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Choose Vietnam as your next holiday destination! This fantastic country has great food, friendly people, and amazing scenery. From perusing the stalls at their world-famous markets to experiencing their history and culture, Vietnam is sure to be a great holiday destination.
Vietnam's capital is today a rapidly developing city, thronged with motorbikes and scooters. The remains of its French colonial past are readily visible, as is an older Hanoi in the traditional streets of the Old Quarter. Cafes, street food vendors, and elegant restaurants all vie for your attention. Learn about Vietnam's more recent history at the Ho Chi Minh complex, from his mausoleum to his simple stilt house in the grounds of the presidential palace. Quieter moments can be enjoyed at the Hoan Kiem Lake in the city centre.
Hué, pronounced 'hway', is the former imperial capital of Vietnam. From 1802 until 1945, the Nguyen emperors made Hue their home, with a splendid palace behind the walls of the Imperial Citadel. Although Hue suffered much damage during the Vietnam War, what survives still resonates with imperial glory. The elaborate tombs of Tu Duc, Minh Mang and Khai Dinh are worth a visit. The evocatively named Perfume River flows through the city.
Can Tho is the largest town in the Mekong Delta, and the centre of economic activity in the region. With its bustling waterfront, busy shops, and restaurants, it is an ideal base for exploring the waterways of the delta region.
One of the highlights of any visit to Vietnam, Halong Bay's spectacular vistas are a thing of beauty. A UNESCO World Heritage site, the bay is host to thousands of limestone islands and rocks, clothed with forest, that rise from the emerald green waters of the Gulf of Tonkin. An overnight or longer cruise allows boats to weave in and out of these islets, with opportunities to explore secluded beaches, fishing villages, swimming spots, sea caves, and kayaking.
Nha Trang is Vietnam's seaside party capital. Placed in a magnificent setting of a sandy crescent beach ringed by hills, it has all the amenities and nightlife requirements of a bustling resort. Just inland, however, are reminders of its history in the form of mysterious Cham towers of brick. The real glories of Nha Trang are its offshore islands and reefs, making it a prime destination for scuba diving and snorkelling.
The city of Danang has grown and developed in recent years with new buildings and development sites. The highlight is the Cham Museum, which records the art of the Champa kingdom that flourished in the area in the medieval period. Nearby is China Beach, a stretch of perfect golden sand with some of Vietnam's best beach hotels.
Saigon is Vietnam's commercial capital – a city plunging headlong into the 21st century on a wave of energy and entrepreneurship. Sleek modern developments jostle for space with older buildings from the city's colonial past. Discover designer boutiques, vibrant markets, world class restaurants, and tasty street food.
Once one of the major ports of south-east Asia, trade later passed Hoi An by, leaving a graceful charming old town rich in history and atmosphere. Old merchants' houses line the streets, alongside Chinese temples and assembly halls, and the iconic Japanese covered bridge. At night, the numerous cafes and restaurants, many of them lining the Bon River, provide a wonderful backdrop for an evening out. For a longer stay, hiring a bike or taking a boat trip will reveal quiet, traditional villages or sandy beaches, all within easy reach.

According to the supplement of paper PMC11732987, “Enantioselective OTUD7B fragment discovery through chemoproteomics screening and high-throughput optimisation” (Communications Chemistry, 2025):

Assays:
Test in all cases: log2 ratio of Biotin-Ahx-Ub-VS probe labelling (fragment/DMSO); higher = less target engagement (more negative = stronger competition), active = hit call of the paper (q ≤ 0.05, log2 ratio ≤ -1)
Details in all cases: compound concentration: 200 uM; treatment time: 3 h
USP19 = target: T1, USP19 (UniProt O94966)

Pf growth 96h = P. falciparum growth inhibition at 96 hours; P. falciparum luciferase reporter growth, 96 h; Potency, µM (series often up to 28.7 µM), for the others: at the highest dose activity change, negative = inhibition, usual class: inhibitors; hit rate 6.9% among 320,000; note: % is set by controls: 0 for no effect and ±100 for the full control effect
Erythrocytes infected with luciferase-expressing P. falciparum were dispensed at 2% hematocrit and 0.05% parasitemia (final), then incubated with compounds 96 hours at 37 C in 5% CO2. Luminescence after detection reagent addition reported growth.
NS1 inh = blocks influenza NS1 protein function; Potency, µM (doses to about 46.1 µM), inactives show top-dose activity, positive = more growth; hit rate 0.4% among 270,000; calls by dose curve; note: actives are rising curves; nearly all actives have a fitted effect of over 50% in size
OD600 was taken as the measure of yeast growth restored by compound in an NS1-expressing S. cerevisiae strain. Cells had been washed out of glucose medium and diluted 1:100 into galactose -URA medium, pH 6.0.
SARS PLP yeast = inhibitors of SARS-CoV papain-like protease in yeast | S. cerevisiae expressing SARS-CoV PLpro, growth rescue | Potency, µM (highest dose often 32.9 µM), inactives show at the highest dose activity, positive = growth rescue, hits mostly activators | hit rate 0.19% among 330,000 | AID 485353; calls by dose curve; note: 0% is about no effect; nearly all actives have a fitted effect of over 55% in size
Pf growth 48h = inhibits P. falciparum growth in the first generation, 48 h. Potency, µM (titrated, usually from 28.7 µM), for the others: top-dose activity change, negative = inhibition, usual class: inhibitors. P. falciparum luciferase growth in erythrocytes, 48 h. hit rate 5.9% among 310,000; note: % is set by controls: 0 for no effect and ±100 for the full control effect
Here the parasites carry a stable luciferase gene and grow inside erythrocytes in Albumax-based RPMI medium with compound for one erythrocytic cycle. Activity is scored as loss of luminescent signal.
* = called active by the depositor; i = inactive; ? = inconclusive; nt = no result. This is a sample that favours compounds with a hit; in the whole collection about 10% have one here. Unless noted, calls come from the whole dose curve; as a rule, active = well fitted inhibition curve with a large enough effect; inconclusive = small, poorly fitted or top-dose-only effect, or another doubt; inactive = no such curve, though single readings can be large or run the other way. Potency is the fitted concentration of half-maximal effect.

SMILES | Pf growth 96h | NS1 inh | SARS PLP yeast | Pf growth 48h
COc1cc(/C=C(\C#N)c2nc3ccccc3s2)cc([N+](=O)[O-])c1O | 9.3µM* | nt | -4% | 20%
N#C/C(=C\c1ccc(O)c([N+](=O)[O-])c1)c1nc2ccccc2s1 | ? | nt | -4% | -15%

The delta region is Vietnam's “rice bowl”, producing much of the country's food. This includes a vast range of fruit and vegetables. Called Cuu Long, or “Nine Dragons” by the Vietnamese after the nine tributaries of the Mekong River that meander their way through the land, it is an area of green fields and orchards, criss-crossed by muddy rivers and canals. Busy towns contrast with the almost sleepy pace of life in the countryside.
Founded by Chinese refugees in the late 17th century, My Tho is the gateway to the Mekong Delta and the capital of Tien Giang province. As the nearest large town to Saigon, it is a busy economic centre, focused on the trading of rice and fruit from the delta's orchards and plantations. It is also the starting point for many day trips for a taste of river life, with boats departing for the mid-river islands.
With its mild, spring-like climate, Dalat is the antidote to the dry season heat. The French first developed the town amid the hills and pine forests, and it still retains much of its European atmosphere. Colonial-style French villas nestle among the lakes, waterfalls, gardens, and golf courses. Popular with domestic tourists, Dalat is the honeymoon capital of Vietnam.
Until recently, this island was only famed for producing Vietnam's famous fish sauce. Phu Quoc Island is now developing into a prime beach resort destination. Lying off the coast at the southern end of Vietnam, the island is fringed by white sand beaches with a densely forested interior. It makes the perfect place to relax after a busy tour.
Once a fishing village, Mui Ne has developed into a low-rise strip of hotels that fronts the impressive 10km palm-fringed beach backed by sand dunes. Loved by wind surfers and kite surfers. Phan Thiet is still a bustling fishing town, its harbour is filled with brightly coloured boats, and it’s also a developing beach resort. Both towns are easily accessible from Saigon, and sampling the fresh seafood is a must at both.